So this dilemma I face each time I visit a friend’s bathroom makes me think about the general struggle of a survivor of an eating disorder in today’s society.   In particular, I often wonder if the high relapse rate for eating disorders can be directly related to the inundation in our society of messages that weight loss equals success and happiness, control over food equals discipline, and some foods will kill you while other foods will make you healthy.

I like to think that the average person would encourage an underweight anorexic to eat whatever they want but would they do the same for someone who is overweight and anorexic (yes, you can be anorexic AND overweight, nuts to the DSM-IV!)?

What’s more, would they be OK with encouraging a weight-restored anorexic to indulge from time to time with a Big Mac or a milkshake?  Would they be able to encourage a recovered, weight-restored exercise bulimic not to take a run or join a gym?

Most importantly, would they be able to recognize how unhealthy they are in dabbling in such eating disordered practices as avoiding certain types of food, binge eating, obsessive calorie counting, and negative self-talk after eating what they think is “bad food” or “too much” without actually having an eating disorder?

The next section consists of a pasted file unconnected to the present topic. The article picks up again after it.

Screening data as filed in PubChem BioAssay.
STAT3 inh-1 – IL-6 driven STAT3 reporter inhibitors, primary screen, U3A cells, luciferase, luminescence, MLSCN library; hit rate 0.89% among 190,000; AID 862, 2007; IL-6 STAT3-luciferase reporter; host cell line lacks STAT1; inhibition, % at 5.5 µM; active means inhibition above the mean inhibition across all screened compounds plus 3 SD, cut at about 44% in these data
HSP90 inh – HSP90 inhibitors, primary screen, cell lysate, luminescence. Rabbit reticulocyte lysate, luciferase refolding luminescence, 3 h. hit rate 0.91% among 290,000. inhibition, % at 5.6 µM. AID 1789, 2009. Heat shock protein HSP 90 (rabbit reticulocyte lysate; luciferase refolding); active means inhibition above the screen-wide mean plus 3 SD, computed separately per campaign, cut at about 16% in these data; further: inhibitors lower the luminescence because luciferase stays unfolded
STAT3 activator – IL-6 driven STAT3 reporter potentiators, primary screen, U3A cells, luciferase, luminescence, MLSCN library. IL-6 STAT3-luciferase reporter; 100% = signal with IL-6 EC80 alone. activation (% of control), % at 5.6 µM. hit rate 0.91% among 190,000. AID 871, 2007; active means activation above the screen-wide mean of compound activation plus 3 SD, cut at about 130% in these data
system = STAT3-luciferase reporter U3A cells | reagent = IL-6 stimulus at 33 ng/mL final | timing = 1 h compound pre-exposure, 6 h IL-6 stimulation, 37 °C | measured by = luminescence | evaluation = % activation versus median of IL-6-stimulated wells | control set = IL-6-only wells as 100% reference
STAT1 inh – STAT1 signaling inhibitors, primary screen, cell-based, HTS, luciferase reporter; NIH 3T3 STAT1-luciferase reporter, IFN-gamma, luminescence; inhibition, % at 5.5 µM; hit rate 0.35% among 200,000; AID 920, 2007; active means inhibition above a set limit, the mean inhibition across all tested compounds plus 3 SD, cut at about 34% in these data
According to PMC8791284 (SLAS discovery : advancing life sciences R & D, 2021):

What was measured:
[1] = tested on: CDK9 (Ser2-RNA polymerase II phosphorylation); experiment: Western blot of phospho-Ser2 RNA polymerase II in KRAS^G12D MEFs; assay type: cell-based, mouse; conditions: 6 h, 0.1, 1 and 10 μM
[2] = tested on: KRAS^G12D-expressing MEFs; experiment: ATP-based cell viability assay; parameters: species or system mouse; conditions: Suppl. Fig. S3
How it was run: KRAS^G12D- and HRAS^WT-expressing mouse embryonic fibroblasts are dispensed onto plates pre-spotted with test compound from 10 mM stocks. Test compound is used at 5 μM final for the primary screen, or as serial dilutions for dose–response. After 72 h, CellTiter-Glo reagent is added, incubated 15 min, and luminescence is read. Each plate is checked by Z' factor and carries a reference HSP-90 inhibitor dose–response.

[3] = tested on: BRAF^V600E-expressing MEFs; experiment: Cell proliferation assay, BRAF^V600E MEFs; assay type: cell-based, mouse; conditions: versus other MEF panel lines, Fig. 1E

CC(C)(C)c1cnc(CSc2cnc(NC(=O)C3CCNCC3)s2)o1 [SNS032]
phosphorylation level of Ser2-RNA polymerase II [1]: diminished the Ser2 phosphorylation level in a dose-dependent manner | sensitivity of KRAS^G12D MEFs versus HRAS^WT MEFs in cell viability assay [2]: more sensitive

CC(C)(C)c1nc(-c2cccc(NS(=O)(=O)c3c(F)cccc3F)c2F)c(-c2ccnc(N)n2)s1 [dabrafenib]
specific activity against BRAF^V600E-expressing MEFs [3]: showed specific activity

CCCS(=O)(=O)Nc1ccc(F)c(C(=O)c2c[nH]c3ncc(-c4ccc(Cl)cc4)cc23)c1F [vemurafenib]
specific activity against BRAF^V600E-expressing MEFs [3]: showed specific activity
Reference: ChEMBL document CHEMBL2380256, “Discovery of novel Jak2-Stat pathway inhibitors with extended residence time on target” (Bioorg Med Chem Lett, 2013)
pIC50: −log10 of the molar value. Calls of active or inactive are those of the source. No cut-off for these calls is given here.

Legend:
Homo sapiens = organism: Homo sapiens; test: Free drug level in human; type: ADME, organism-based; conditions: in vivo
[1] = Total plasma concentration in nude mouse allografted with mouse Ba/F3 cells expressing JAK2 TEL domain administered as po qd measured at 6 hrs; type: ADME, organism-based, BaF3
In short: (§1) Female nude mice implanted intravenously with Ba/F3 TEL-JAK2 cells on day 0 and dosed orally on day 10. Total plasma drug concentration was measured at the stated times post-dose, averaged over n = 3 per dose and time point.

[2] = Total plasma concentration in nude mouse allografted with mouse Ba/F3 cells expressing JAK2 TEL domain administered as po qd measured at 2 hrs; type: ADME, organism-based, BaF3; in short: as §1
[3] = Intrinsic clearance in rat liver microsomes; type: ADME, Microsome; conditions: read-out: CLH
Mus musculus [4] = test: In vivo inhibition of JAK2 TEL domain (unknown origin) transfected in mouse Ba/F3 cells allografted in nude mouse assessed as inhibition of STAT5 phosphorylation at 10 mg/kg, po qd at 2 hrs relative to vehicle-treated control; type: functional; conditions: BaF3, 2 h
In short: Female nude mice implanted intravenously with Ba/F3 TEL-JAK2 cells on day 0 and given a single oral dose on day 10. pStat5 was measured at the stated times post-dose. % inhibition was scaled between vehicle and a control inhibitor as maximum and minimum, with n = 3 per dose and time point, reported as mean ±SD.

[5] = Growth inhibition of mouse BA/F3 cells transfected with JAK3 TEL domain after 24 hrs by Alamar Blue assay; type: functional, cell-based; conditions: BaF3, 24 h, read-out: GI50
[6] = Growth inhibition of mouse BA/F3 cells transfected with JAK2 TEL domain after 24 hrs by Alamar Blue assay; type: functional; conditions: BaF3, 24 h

And that’s just the tip of the iceberg.  There’s also the question of whether the vast majority could accept the truth about eating disorders — that they’re real, hereditary illnesses sometimes set off by episodes of physical and/or emotional abuse, not mere lifestyle choices of the vain and vapid.

Would they also be willing to accept that unrealistic societal standards, and not only those concerning the realm of beauty but also concerning academics, career, interpersonal relationships, parenting, etc., fuel these illnesses?

Would they be willing to acknowledge the unseen victims, some as young as six, seven years old, of the now ubiquitous War on Obesity?

Would they be more likely to recognize the bathroom scale as a tool of self-destruction for many, even those without eating disorders who unwittingly pimp out their own self worth and self esteem to those little digital digits, playing right into the hands of the billion-dollar diet and exercise industry?

Those of us who have suffered from an eating disorder do not have the luxury of speaking about it openly because of the stigma that surrounds these diseases and mental illnesses more generally.

Our experience with our illnesses and our battles to overcome them have provided us with amazing perspective on the dangers of perfectionism and engaging in disordered eating and what really matters to us in life.

But they haven’t helped to change the way those around us see the world.  So we sit silently as a friend laments not being able to fit into his or her jeans anymore, while our teachers, coaches and relatives unwittingly pit pressure on us to perform well even if it means compromising our well-being, while popular chain restaurants publish calories next to each of the menu items.

And I reenter the party after a bathroom break with a smile on my face and my mouth shut about the very serious stare-down that just took place between myself and a common household object.

It’s really enough to drive someone to the brink of insanity and I would know — as a recovered anorexic, I’ve been there before.